The Perfect Pair

We’ve all heard that you should generally drink white wine with seafood but choosing the perfect beverage to pair with your meal is a little bit more nuanced than that. Whether you’re enjoying a grilled salmon steak, delight your palette with a drink that will complement your meal and give you an unparalleled dining experience.

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Raw oysters on the half shell are not only a treat to look at, but their refreshing, salty taste simply can’t be beat. To fully complete your oyster meal, try pairing your dish with a bit of gin. Gin contains herbal and floral notes that beautifully highlight the fresh, sweet taste of the oysters. The experts recommend getting the full gin and oyster experience by having a small sip of gin, slurping an oyster and following it up with another sip of gin in order to let the flavours mingle.

BBQ and grilled fish. These can handle a more robust white wine such as a crisp Chardonnay that is light on the oak flavours. Best beer: Choose a cold pale ale or pilsner which will enhance the flavour of a firm fish.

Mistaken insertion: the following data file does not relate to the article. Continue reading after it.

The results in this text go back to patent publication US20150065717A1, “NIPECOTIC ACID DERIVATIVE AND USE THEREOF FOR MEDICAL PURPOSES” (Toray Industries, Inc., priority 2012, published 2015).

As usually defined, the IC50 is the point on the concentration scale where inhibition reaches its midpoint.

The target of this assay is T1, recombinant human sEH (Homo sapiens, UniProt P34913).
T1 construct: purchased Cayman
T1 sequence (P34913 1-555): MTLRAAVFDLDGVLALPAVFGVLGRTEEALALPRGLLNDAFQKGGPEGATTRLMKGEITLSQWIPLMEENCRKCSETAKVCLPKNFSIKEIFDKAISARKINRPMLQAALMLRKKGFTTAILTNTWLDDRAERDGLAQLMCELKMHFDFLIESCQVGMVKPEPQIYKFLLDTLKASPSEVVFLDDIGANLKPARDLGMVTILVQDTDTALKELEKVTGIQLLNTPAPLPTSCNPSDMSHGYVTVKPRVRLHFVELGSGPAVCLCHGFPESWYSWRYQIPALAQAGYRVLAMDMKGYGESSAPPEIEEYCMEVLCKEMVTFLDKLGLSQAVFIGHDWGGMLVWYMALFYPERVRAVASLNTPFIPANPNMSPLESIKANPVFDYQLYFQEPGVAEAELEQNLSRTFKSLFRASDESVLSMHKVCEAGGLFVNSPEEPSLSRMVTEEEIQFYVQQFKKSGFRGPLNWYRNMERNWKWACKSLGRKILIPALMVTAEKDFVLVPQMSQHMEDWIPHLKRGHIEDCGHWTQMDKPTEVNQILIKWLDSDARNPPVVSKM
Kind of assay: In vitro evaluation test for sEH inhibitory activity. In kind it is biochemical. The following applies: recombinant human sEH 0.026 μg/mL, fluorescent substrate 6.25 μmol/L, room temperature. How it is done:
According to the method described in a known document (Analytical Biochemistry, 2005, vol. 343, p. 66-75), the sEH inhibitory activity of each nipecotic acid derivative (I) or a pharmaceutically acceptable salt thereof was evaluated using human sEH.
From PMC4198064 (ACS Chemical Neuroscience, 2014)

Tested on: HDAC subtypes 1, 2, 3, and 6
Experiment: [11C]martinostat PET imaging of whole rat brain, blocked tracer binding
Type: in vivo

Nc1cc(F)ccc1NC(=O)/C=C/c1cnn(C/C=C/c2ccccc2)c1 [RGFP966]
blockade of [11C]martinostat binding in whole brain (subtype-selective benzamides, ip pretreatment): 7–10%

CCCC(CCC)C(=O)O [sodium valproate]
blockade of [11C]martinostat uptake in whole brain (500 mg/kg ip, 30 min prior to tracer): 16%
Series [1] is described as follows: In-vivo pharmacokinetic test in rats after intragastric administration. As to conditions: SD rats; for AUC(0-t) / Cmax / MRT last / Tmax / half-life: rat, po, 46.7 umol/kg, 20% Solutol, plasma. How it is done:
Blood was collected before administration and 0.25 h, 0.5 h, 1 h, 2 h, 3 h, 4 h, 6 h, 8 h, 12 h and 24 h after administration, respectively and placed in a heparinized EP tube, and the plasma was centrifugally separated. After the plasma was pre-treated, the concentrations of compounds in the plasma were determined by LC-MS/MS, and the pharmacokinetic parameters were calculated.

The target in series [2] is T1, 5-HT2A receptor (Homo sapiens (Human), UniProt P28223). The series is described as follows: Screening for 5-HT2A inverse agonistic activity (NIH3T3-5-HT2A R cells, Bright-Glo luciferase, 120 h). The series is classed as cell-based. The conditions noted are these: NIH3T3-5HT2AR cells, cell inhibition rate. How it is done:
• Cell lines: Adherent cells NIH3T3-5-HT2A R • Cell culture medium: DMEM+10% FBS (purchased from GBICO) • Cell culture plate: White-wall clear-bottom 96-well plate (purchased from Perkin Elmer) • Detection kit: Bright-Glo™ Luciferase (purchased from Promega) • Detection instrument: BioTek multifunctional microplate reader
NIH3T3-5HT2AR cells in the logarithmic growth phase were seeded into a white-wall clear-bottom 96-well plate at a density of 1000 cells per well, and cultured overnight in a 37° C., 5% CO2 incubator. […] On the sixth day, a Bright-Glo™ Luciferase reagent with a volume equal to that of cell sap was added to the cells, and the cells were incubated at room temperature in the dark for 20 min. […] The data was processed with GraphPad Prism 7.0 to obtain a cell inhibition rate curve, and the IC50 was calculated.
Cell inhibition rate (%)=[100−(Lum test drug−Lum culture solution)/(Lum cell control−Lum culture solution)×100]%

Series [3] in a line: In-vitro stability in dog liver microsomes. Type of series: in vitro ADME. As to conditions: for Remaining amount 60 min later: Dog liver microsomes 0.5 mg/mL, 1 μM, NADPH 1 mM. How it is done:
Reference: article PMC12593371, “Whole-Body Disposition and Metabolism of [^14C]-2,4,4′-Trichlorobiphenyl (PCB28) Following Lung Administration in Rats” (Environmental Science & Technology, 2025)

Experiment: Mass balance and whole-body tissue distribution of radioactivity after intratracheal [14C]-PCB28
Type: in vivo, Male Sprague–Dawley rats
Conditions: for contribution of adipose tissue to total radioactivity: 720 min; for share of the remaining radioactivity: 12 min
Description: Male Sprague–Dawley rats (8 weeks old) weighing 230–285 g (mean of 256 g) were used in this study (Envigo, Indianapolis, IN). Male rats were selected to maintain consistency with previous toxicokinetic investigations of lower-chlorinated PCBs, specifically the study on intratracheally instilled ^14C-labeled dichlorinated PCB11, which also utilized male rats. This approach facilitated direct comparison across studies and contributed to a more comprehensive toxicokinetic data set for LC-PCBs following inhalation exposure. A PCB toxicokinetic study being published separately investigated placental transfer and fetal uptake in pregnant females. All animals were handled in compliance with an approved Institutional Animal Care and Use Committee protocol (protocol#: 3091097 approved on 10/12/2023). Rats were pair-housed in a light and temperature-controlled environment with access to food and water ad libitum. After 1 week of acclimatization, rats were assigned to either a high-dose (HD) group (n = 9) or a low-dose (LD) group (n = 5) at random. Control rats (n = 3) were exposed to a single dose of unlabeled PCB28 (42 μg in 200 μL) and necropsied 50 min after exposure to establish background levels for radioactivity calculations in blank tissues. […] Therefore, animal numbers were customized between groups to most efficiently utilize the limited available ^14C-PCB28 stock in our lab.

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Sushi and sashimi. Opt for a softer white wine with little acidity, such as an older style Riesling. Brut sparkling wine and sake are also ideal. Best beer: Sashimi and beer is a match made in heaven. Opt for an ice-cold pilsner which won't overwhelm the subtle flavour of the fish.

Fish and chips, salt and pepper calamari and tempura prawns. Opt for a white wine with more acidity, such as a young Riesling. This will cut through the fat from the frying process. Best beer: Opt for a pilsner, which will enhance the flavours of the fish, calamari and prawns, and will stand up to the fat left in the batters.

Mussels. Choose a lighter, sweeter wine, such as a Pinot Gris, which will balance the dish and won't overwhelm the mussels' sweet flavour. Best beer: Beer is an ideal companion to mussels, so choose from either a dark ale, stout or a pale ale depending on your sauce.

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Smoked salmon and trout. Here your pairing depends on your choice of garnish. If it's served with capers and sliced red onion, try a crisp white such as a Semillon; however, for creamy sauces, think Chardonnay. Best beer: For the beer drinkers, choose a dark ale which can handle the big flavours of smoked fish.

Back to Gin. The clear spirit infused with juniper and an intricate layering of botanicals plays well against the briny sweetness of a classic shrimp cocktail, chilled seafood platter or grilled prawns.

Let us know if you have any other pairings.